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Consumer, Food & Retail Insights

| 3 minutes read

Circular HR

High employee turnover can be a huge drain on an organisation’s resources. Whilst new talent can bring fresh ideas, positive change and great impact, there remains a need for businesses to retain a sustainable workforce. As workers increasingly demonstrate an appetite for job switching – something that is particularly prevalent in the retail sector – the concept of ‘Circular HR’ could be a game-changer.

Circular economy and human resource management (HRM), otherwise known as Circular HR, has grown in prominence over recent years. Circular economy conversations primarily focus on a system where nature is regenerated. What is not often considered, and certainly overlooked, is that human resource plays a key role in this space. With people at the heart of every business, sustainable human resource management must be incorporated into the circular economy transition.  

In 2019, further to concerns that the European Commission’s action plan to accelerate Europe’s transition to a circular economy was missing a human dimension, an Erasmus + funded project into the topic of Circular HRM was born.[1] This project helped to establish Circular HR as a concept, applying circular economy principles (such as eliminating waste and extending lifespan) to talent management. The concept usually entails sustainable use and development of talent within the workplace. 

One aim of Circular HR is to enhance employee engagement and job satisfaction. Research from PwC last year showed that 23% of UK workers expected to change jobs in the coming 12 months, up from 18% in 2022.[2] This research was admittedly carried out in the context of a cost of living crisis, but surveys across the world corroborate this growing trend of ‘job-hopping’. In March 2024, Forbes reported that roughly 85% of a group of US professionals polled on LinkedIn were considering changing jobs in that year.[3] Young workers are one of the largest groups demonstrating this trend. Ironically, for a generation of workers who are showing a particular concern for climate matters and sustainability in the workplace[4], there is a lack of sustainable mindset in this job-hopping approach. Whilst Gen Z might be accused of showing less loyalty to their employers, the emerging sense is that loyalty is a two-way street for them – leaders need to win them over.[5] In essence, employees want to feel valued, and employers must provide attractive reasons for them to stay.

The approach of Circular HR can make a huge difference to the sustainability of an organisation as a whole. It goes beyond workforce turnover, addressing the need to maintain skills and adapt to a rapidly changing world. To promote sustainable resource management, Circular HR emphasises human-centred strategies, adaptability, fluidity, and continuous learning in a collaborative manner.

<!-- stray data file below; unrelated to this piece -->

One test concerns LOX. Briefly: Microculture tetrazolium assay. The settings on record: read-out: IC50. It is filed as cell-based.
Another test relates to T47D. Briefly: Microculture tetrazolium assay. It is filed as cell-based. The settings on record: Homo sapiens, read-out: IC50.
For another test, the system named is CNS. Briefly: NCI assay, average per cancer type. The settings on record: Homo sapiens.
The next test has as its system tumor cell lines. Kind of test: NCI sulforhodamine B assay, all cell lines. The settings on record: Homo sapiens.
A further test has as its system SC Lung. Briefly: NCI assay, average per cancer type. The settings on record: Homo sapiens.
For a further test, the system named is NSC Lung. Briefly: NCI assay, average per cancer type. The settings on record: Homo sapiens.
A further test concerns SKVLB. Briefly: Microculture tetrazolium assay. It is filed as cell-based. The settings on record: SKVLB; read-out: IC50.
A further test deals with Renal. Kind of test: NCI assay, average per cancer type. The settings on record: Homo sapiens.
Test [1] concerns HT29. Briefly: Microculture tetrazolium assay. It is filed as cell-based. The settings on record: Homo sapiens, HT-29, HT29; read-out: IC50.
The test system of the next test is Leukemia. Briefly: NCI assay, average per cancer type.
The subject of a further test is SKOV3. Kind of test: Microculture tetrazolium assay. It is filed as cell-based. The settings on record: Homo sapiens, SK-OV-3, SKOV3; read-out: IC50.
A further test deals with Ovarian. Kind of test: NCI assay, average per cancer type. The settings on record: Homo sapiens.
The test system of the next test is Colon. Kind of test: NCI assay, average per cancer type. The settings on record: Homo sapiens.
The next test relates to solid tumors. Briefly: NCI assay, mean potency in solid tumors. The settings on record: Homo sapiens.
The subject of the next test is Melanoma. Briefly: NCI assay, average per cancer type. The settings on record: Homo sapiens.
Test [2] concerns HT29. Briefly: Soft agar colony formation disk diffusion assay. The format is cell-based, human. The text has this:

There is not a one-size-fits all approach, but some ways in which employers might encourage the concept of Circular HR in the workplace are:

  • Prioritising employee wellbeing – an organisation’s workforce can only be sustainable if its people are cared for and impacted positively by their role. There are many ways in which this can be addressed, including greater flexible working options, holistic health-centred incentives, and good reintegration strategies to ensure that employees returning from long-term leave are well supported.
  • Identifying skills gaps – employers should look to identify the gaps, including addressing a lack of basic transferable skills and soft skills amongst the workforce to ensure solid foundations for employee development, encouraging engagement with training sessions, and promoting a culture of collaboration across the business to ensure that expertise is shared. 
  • Promoting continuous development – at the heart of Circular HR and the transition to the circular economy is sustainability, and in turn, adaptability. Employers will be best placed to create a more sustainable workforce when they promote long-term skills development and introduce training in areas that will only increase in demand, such as technology.  
  • Internal recruitment – there can be a tendency amongst employers to look externally when recruiting, seeking out candidates who are already ‘the full package’. Whilst this is an appropriate route in some circumstances, a Circular HR approach to recruitment would look to succession planning and upskilling existing employees that could be well-placed for the role.  

Despite there being many possible next steps in growing a sustainable workforce, there is only so much that employers can do to encourage workers to remain in their business. A whole-hearted approach to Circular HR ultimately embraces the opportunity to invest in workforce development. Not only does this improve employee engagement, but it ensures that even when employees do transition to roles outside of an organisation, they can continue to contribute positively to the industry more widely. This approach of genuine investment in employees, and a built-in strategy of Circular HR, can benefit the workforce beyond the individual organisations.

[1]Search - Erasmus+ (

[2]A quarter of the UK workforce expect to quit in the next 12 months as the cost of living bites - PwC research

[3]Younger Generations Want To Change Jobs. Here’s How Employers Can Keep Them (

[4]Deloitte's 2024 Gen Z and Millennial Survey finds these generations stay true to their values as they navigate a rapidly changing world | Deloitte China

[5]For Gen Z employees, loyalty is a two-way street | PwC


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